Protecting Your Home

During times of disaster, whatever the cause, we must prepare not only for our basic needs but also for our safety, when the emergency response system may very well be overwhelmed. Bigger the disaster, slower the response time. Criminals know this and take advantage.

Protecting Your Home
Don’t become a victim

In times of crisis, it’s crucial to prepare for potential violence as desperation can sometimes lead people to act out of character. When resources become scarce and survival instincts kick in, societal norms can break down, leading to increased instances of violence. Prepare now for the crime, violence, looting, and even home invasion that may be brought on during these tough times.

Unless you are told to get out, the safest bet if for you to stay home and out of the way. The decision to stay home brings two responsibilities: protecting your family and your home. By preparing in advance, individuals can ensure their safety and the well-being of their loved ones.

It’s important to remember that preparation is not about fostering fear, but about promoting resilience and readiness in the face of adversity.

Protecting Your Home
Security Layers

Protect your home using security layers

Criminals look for and will concentrate on accessible targets. You want to make breaking into your home difficult. Designing a home defense system that includes multiple security layers is a proactive way to protect your home, family, and belongings. Security layers are preventative measures that will advertise to intruders that they should avoid your home altogether.

Layer 1 - Outside

This layer comprises the exterior of your home.

Layer 2 - Inside

This layer comprises the interior of your home.

Layer 3 - Personal

This layer focuses on each member of the family.

Protecting Your Home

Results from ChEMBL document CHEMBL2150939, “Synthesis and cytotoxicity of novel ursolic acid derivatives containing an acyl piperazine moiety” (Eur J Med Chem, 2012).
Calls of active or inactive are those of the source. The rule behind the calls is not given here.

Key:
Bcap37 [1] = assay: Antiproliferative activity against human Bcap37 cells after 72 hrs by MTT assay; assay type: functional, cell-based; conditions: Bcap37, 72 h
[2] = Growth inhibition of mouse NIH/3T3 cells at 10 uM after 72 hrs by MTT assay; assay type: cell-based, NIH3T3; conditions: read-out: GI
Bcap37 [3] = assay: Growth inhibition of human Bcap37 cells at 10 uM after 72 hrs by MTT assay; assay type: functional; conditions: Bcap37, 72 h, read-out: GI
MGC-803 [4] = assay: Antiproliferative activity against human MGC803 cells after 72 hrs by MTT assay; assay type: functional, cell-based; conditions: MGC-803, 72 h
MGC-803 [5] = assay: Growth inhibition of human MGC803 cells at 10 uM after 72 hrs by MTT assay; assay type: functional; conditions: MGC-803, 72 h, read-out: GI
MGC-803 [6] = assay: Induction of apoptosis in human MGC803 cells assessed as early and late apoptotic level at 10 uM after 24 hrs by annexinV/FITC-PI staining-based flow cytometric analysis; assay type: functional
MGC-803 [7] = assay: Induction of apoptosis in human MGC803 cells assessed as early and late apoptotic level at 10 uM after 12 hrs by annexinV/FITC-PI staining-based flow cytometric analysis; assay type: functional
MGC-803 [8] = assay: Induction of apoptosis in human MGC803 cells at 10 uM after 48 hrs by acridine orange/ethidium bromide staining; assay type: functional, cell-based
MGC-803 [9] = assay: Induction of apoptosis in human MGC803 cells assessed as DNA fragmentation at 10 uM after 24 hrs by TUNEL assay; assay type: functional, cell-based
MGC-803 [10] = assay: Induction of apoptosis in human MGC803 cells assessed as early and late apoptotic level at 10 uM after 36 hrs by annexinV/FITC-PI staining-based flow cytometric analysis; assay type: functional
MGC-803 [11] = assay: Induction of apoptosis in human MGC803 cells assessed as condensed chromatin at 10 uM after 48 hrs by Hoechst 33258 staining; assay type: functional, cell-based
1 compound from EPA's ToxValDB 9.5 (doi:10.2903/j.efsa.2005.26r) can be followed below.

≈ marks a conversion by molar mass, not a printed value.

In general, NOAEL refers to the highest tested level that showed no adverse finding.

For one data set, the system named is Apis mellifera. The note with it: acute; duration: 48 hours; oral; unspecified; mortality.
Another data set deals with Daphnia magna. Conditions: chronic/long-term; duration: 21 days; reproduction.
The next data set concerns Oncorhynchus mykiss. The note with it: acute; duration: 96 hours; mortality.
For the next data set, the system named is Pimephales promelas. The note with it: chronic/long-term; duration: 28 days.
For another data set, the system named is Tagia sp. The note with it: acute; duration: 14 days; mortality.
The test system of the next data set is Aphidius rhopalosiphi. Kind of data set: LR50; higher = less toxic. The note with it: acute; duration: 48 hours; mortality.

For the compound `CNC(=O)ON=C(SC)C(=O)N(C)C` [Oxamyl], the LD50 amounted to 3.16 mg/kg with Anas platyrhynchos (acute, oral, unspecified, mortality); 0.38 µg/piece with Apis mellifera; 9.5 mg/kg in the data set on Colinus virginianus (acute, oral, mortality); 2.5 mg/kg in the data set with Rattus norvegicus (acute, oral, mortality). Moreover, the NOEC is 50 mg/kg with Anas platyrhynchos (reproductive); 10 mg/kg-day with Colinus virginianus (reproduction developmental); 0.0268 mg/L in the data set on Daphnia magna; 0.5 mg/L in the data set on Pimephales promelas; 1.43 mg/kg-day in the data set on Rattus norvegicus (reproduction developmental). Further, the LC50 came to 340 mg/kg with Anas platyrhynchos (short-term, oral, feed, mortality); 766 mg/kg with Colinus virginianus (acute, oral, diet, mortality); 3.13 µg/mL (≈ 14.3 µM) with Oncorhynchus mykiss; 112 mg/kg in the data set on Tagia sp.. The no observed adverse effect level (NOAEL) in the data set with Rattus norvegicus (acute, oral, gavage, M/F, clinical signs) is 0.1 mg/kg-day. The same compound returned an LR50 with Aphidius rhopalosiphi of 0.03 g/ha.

Layer 1 - Outside

Outer Perimeter of Your Home

This layer comprises the outer perimeter of your home, the landscaping, and security features (e.g., flood lights, motion detectors, gates, doors, and locks). Walk around your home and find where the vulnerable areas of entry are. Making some adjustments can help secure it from the outside in.

Plant vulnerable areas around windows and along fences with inhospitable plants

While making your property beautiful, thorn-bearing plants, like rosebushes, bougainvillea, or blackberry vines, make entry into your window and climbing over your fence much harder for would-be intruders.

Keep your outdoor areas well-trimmed

Trim shrubs that are close to the house so that strangers cannot hide behind them. Make sure the perimeter of your home and property is clear of hiding places.

Fence your entire property

Not all properties allow for fencing, but if yours does, do it

Lock your gate

If you fence all or part of your property, you will most likely have a gate. Use a combination or key lock (and don’t forget to make copies).

Light your property at night

There are many options with varying prices: motion sensor-activated Infrared flood lights can illuminate your home and property all night or be set to go off with a timer, then reactivate upon any outside movement; solar garden lights charge up during the day and shine at night.

Porch lights

Use a porch light with a dawn-to-dusk timer or one that is motion-activated. Either way, the light will be on when a person walks up to your door.

Exterior cameras

Lights can be placed at entry points and around your property’s exterior. These motion-activated cameras help identify and discourage would-be intruders.

Spare keys

A spare key should never be left hidden under a matte, a rock, a flowerpot, or a magnetic key holder placed under a car. Use a coded key vault instead.

Shatterproof window film

Place shatterproof window film on the exterior of your window.

Advertise your alarm system

Place stickers on windows and signs in your yard.

Place a stop on mail and newspaper delivery

Don’t allow your mail and newspapers to pile up. This only alerts thieves that you aren’t home.

Tell a neighbor

If you have a neighbor you know you can trust, let them know when you are leaving town and ask that they keep an eye on your home and report and suspicious activity. You can return the favor.

Protecting Your Home
Layer 2 - Inside

Interior of Your Home

This layer is comprised of the interior of your home. There are many steps you can take inside that will help protect your home and your family.